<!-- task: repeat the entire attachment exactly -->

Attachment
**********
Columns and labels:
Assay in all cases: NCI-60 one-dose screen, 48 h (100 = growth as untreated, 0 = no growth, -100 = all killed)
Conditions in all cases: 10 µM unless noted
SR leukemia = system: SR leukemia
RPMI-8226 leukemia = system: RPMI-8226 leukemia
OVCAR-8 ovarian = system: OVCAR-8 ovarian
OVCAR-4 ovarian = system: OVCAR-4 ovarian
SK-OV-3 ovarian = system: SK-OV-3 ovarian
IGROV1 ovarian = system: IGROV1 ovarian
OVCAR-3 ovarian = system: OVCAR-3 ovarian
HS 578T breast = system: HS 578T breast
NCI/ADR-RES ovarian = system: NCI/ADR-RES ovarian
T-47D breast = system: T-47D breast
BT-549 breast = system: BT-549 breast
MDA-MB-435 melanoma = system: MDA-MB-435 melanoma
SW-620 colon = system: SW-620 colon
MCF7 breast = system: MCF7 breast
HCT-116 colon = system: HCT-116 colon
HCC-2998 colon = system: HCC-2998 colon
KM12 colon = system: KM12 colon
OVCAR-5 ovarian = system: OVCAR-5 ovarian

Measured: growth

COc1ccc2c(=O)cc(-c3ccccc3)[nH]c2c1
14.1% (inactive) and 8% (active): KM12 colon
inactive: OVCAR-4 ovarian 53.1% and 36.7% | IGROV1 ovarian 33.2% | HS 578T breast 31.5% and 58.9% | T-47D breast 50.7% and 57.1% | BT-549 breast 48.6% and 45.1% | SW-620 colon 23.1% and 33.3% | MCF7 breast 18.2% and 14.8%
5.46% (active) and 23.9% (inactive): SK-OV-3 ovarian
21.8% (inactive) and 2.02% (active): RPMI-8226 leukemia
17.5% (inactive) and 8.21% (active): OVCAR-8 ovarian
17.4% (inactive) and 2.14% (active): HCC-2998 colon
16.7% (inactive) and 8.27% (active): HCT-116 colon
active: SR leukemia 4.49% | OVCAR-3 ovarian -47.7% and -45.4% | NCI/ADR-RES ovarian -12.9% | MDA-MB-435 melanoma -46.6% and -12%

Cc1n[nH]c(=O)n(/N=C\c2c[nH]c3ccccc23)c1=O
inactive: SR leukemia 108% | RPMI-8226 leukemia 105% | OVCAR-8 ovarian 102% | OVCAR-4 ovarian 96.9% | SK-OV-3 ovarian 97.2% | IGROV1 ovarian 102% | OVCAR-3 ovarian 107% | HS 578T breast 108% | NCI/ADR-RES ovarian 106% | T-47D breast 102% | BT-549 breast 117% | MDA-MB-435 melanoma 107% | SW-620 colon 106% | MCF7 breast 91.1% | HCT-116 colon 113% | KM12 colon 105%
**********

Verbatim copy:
Columns and labels:
Assay in all cases: NCI-60 one-dose screen, 48 h (100 = growth as untreated, 0 = no growth, -100 = all killed)
Conditions in all cases: 10 µM unless noted
SR leukemia = system: SR leukemia
RPMI-8226 leukemia = system: RPMI-8226 leukemia
OVCAR-8 ovarian = system: OVCAR-8 ovarian
OVCAR-4 ovarian = system: OVCAR-4 ovarian
SK-OV-3 ovarian = system: SK-OV-3 ovarian
IGROV1 ovarian = system: IGROV1 ovarian
OVCAR-3 ovarian = system: OVCAR-3 ovarian
HS 578T breast = system: HS 578T breast
NCI/ADR-RES ovarian = system: NCI/ADR-RES ovarian
T-47D breast = system: T-47D breast
BT-549 breast = system: BT-549 breast
MDA-MB-435 melanoma = system: MDA-MB-435 melanoma
SW-620 colon = system: SW-620 colon
MCF7 breast = system: MCF7 breast
HCT-116 colon = system: HCT-116 colon
HCC-2998 colon = system: HCC-2998 colon
KM12 colon = system: KM12 colon
OVCAR-5 ovarian = system: OVCAR-5 ovarian

Measured: growth

COc1ccc2c(=O)cc(-c3ccccc3)[nH]c2c1
14.1% (inactive) and 8% (active): KM12 colon
inactive: OVCAR-4 ovarian 53.1% and 36.7% | IGROV1 ovarian 33.2% | HS 578T breast 31.5% and 58.9% | T-47D breast 50.7% and 57.1% | BT-549 breast 48.6% and 45.1% | SW-620 colon 23.1% and 33.3% | MCF7 breast 18.2% and 14.8%
5.46% (active) and 23.9% (inactive): SK-OV-3 ovarian
21.8% (inactive) and 2.02% (active): RPMI-8226 leukemia
17.5% (inactive) and 8.21% (active): OVCAR-8 ovarian
17.4% (inactive) and 2.14% (active): HCC-2998 colon
16.7% (inactive) and 8.27% (active): HCT-116 colon
active: SR leukemia 4.49% | OVCAR-3 ovarian -47.7% and -45.4% | NCI/ADR-RES ovarian -12.9% | MDA-MB-435 melanoma -46.6% and -12%

Cc1n[nH]c(=O)n(/N=C\c2c[nH]c3ccccc23)c1=O
inactive: SR leukemia 108% | RPMI-8226 leukemia 105% | OVCAR-8 ovarian 102% | OVCAR-4 ovarian 96.9% | SK-OV-3 ovarian 97.2% | IGROV1 ovarian 102% | OVCAR-3 ovarian 107% | HS 578T breast 108% | NCI/ADR-RES ovarian 106% | T-47D breast 102% | BT-549 breast 117% | MDA-MB-435 melanoma 107% | SW-620 colon 106% | MCF7 breast 91.1% | HCT-116 colon 113% | KM12 colon 105%